Lower yer Carb, Peeps: Alzheimers as Type 3 Diabetes #LCHF2015

The Conclusion:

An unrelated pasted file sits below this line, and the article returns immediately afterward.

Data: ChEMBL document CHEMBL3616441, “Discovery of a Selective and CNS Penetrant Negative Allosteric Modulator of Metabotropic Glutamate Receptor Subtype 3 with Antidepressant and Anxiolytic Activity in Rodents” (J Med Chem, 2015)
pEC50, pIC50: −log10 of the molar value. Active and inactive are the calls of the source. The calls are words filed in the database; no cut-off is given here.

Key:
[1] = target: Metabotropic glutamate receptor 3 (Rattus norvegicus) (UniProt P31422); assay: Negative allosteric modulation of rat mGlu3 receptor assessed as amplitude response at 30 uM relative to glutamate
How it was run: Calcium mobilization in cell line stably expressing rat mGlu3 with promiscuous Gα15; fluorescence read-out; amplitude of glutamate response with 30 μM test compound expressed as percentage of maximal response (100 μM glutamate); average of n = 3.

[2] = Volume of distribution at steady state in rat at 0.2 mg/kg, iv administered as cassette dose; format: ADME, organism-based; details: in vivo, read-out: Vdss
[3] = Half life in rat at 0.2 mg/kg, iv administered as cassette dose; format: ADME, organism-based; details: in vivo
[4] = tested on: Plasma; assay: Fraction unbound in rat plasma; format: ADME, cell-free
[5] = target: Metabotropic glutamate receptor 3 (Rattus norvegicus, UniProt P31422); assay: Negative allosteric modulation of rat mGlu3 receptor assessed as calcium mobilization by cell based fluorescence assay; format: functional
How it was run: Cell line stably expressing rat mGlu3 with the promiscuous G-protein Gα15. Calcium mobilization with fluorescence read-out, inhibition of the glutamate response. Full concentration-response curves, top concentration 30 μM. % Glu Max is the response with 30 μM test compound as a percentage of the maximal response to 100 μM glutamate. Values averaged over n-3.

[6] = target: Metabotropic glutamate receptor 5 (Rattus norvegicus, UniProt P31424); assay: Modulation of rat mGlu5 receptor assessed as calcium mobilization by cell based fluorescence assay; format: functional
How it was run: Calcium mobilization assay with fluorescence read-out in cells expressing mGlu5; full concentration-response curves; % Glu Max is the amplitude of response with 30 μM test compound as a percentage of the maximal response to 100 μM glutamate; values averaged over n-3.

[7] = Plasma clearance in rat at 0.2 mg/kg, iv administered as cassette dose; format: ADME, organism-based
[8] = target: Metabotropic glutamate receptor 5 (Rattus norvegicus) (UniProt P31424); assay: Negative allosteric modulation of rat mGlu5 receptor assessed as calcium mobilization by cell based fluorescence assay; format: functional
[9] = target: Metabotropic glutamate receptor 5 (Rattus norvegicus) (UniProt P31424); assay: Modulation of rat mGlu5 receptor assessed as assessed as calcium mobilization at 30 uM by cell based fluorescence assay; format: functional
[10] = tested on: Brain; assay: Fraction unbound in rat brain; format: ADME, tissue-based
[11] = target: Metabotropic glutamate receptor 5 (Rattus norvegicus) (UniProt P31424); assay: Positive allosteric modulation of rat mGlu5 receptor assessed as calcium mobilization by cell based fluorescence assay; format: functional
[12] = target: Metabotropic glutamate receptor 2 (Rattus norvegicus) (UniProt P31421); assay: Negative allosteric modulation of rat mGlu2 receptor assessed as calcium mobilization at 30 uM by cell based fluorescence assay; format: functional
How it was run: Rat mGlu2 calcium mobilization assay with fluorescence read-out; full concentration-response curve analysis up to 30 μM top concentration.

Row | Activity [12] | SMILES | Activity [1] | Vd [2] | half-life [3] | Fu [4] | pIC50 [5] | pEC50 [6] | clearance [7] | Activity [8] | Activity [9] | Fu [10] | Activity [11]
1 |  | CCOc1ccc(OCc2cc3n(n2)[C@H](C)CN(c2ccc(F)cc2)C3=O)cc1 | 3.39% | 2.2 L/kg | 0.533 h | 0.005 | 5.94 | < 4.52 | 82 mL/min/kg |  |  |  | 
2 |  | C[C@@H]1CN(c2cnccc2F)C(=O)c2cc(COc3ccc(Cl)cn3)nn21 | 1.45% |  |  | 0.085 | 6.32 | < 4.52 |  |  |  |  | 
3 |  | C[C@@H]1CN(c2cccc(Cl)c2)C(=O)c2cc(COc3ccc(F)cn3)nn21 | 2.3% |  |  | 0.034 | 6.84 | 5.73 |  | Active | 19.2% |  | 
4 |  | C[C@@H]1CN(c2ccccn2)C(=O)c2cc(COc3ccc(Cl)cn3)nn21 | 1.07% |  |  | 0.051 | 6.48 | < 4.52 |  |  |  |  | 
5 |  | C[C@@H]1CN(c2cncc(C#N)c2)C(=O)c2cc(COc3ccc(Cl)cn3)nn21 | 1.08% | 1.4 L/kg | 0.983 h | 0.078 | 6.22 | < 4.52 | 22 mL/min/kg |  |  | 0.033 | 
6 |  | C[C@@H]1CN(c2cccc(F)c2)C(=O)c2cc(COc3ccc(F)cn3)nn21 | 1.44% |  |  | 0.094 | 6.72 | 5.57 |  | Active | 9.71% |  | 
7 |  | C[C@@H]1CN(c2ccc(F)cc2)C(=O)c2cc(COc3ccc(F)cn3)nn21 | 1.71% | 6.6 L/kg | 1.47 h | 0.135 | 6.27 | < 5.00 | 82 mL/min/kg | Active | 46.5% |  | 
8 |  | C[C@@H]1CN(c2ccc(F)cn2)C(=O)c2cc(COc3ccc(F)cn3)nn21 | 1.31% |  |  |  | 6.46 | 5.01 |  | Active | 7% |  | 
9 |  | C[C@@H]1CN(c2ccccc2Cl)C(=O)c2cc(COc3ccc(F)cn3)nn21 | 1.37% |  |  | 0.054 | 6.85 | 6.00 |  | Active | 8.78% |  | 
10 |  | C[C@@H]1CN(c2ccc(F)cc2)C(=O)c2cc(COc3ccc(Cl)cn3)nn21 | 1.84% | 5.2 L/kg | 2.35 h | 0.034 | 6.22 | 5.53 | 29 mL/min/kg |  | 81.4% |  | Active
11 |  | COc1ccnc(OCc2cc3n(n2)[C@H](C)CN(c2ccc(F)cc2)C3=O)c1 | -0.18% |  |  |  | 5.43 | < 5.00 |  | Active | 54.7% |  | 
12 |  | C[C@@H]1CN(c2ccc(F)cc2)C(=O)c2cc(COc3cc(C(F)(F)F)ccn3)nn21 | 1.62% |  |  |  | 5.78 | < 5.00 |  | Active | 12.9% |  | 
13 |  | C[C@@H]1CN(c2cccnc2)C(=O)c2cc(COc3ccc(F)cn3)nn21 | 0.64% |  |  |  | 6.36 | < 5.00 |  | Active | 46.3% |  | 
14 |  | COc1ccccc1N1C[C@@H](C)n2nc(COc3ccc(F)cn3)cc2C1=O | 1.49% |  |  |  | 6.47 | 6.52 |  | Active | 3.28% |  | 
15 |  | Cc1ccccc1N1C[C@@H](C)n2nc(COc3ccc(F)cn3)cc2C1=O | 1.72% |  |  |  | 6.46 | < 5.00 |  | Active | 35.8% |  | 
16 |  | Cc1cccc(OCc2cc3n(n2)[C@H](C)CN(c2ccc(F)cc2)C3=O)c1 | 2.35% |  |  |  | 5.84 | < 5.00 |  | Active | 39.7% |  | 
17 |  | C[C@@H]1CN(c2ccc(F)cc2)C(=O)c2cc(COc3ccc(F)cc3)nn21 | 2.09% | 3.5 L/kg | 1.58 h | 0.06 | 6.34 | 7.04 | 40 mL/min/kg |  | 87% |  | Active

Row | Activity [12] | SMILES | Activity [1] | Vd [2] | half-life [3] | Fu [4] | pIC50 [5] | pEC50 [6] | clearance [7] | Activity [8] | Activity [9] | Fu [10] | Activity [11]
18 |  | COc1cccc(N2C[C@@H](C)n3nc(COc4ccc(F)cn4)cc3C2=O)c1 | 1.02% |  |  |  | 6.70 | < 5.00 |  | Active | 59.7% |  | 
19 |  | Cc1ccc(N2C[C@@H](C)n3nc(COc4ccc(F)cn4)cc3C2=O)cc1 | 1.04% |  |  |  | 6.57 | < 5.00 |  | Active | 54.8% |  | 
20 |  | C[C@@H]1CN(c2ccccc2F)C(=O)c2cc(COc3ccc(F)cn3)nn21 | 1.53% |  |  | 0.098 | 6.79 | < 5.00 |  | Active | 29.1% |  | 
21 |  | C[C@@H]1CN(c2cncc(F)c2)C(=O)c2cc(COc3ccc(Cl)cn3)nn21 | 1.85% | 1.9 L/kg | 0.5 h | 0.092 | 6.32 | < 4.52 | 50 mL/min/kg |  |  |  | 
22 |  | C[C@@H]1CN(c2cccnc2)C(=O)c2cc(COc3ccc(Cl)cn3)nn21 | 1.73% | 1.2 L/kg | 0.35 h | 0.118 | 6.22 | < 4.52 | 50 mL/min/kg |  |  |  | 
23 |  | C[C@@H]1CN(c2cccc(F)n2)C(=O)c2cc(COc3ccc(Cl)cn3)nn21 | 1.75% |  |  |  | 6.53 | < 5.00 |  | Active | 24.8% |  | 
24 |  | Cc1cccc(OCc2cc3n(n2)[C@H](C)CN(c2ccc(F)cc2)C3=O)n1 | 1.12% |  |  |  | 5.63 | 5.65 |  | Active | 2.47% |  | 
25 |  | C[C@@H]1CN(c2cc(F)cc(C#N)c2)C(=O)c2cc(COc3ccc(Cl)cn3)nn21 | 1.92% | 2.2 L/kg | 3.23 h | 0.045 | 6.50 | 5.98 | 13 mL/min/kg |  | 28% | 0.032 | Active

"Altogether, the results from these studies provide strong evidence in support of the hypothesis that AD represents a form of diabetes mellitus that selectively afflicts the brain. Positive data stemmed from (1) direct analysis of postmortem human brains with documented AD; (2) an experimental animal model in which brain diabetes with cognitive impairment and molecular and pathological features that mimic AD was produced by intracerebral administration of a drug that is commonly used to produce T1DM or T2DM; and (3) a study showing that PPAR agonists, which are used to treat T2DM, prevent many of the AD-associated neurodegenerative effects of ic-STZ. The data are supported by abundant in vitro experiments that demonstrated essentially the same or similar effects of STZ or oxidative stress treatments of neuronal cells. The human and experimental animal model studies also showed that CNS impairments in insulin/IGF signaling mechanisms can occur in the absence of T1DM or T2DM. Finally, we demonstrated that although obesity with T2DM causes brain insulin resistance with some features of AD-type neurodegeneration, the effects are relatively modest, not associated with significant histopathological lesions, and lack most of the critical abnormalities that typify AD. Therefore, T2DM was deemed not sufficient to cause AD, although it could possibly serve as a cofactor in its pathogenesis or progression. Altogether, the data provide strong evidence that AD is intrinsically a neuroendocrine disease caused by selective impairments in insulin and IGF signaling mechanisms, including deficiencies in local insulin and IGF production